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4 U.S. demographic shifts for the coming years will become major forces in the housing markets of both the US and their 2nd home countries. According to Housing in America: The Next Decade, a new research paper authored by John K. McIlwain, senior resident fellow, Urban Land Institute/J. Ronald Terwilliger Chair for Housing, emerging trends in demographics and consumer behavior will result in a residential market very different from that before the recession.

The effects of widespread foreclosures and their drain on market values, and the loss and need to re-establish a private market residential finance system, will be felt more in the U.S. But shifts in housing demand triggered by baby boomers, their children, and by immigrant households will be felt offshore.

Currently, there is an unprecedented number of foreclosures and short sales on the market, and more homeowers are choosing to walk away from the mortgage rather than sustain a large financial loss through a short sale. This suggests a fundamental change from the long-held notion of homeownership as the ultimate American Dream. McIlwain explains that this disillusionment over homeownership – as a way to build wealth – could persist for decades to come, as those entering the housing market will be more apt to rent longer, and to place more emphasis on buying for shelter rather than investment purposes. The shift away from using real estate as a means to build an investment portfolio could be felt throughout the region.

The demographic waves identified by McIlwain include:

1. Aging Baby Boomers (55-64) will continue to work, many will stay in their homes until values recover, and those who can move or invest in a 2nd home will opt for mixed-age environments which offer active lifestyles. This group has lost a very large part of its wealth and ability to invest.

2. Younger Baby Boomers (46-54) also will not be able to sell their homes at what appreciation they intended, and may not move as quickly as in past years. Their ability to purchase 2nd homes will be greatly diminished because of flat incomes and less home equity. They also will be drawn to more compact communities that emphasize connectivity.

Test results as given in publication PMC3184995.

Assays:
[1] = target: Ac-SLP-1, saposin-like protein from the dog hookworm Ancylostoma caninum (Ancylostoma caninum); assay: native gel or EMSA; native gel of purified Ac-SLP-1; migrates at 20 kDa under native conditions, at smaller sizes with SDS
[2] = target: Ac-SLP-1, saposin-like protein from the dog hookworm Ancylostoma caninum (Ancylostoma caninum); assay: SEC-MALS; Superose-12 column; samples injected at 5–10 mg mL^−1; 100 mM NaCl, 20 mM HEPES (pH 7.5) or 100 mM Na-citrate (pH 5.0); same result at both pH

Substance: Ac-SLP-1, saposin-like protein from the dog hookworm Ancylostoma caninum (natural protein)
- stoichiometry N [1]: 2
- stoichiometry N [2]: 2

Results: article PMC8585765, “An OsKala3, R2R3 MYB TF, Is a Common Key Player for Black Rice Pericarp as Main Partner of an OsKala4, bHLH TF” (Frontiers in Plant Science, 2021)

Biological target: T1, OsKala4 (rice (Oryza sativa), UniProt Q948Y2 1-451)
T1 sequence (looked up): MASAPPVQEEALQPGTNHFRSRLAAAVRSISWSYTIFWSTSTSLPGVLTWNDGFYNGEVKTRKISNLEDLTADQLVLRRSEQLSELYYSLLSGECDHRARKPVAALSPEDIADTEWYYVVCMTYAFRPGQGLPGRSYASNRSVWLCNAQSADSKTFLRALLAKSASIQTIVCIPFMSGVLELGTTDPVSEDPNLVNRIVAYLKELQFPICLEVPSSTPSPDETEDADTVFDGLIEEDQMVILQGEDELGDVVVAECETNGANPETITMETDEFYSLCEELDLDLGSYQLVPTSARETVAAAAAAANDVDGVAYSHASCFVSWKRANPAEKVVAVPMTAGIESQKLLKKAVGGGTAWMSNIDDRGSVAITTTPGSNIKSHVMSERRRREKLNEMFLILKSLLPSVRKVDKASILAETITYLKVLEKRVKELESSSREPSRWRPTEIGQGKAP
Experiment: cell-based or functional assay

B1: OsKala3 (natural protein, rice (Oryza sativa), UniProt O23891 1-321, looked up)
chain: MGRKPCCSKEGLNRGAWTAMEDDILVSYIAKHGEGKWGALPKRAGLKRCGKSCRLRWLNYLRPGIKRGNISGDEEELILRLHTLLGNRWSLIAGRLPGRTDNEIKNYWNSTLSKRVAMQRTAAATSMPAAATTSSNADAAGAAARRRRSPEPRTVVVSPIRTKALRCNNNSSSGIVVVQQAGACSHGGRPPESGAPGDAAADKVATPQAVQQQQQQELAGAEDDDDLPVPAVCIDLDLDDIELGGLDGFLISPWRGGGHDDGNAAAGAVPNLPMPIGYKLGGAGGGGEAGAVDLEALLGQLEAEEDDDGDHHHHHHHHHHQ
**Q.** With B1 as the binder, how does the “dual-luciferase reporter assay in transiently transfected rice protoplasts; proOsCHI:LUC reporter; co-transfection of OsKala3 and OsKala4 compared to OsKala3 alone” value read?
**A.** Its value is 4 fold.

3. Generation Y, actually larger in number than the baby boomers, has grown up with computer technology. They value community, places – either virtual or actual – where they gather and share information. They are less interested in homeownership than previous generations, have smaller incomes, and want walkable, connected communities which are Green.

4. Immigrants (in the US), which already number over 40 million, will have a huge impact, especially when extended families are included – children, grandparents, grandchildren, etc. The tendency of immigrants to cluster, and to live in multi-generational households, suggests that they would prefer larger homes if they could afford them and in neighborhoods with a strong sense of community. Any investment in 2nd homes would mirror the “cluster” concept.

All of these 4 groups share the desire to live and work in more pedestrian-friendly, transit-oriented, mixed-use environments. McIlwain concludes, “The suburban century is over. This is the urban century.”

Many will still be able to afford vacation home whole ownership, or fractional ownership shares in vacation destinations, and investments in a property for future retirement. But the numbers of those buyers who will be from the US – according to this study – will dramatically decrease, and their interests in the types of properties considered, with what is left of their disposable income, will – or has already – definitely change. Read more on McIlwain’s report at RisMedia, and visit the Urban Land Institute to learn about the global real estate community.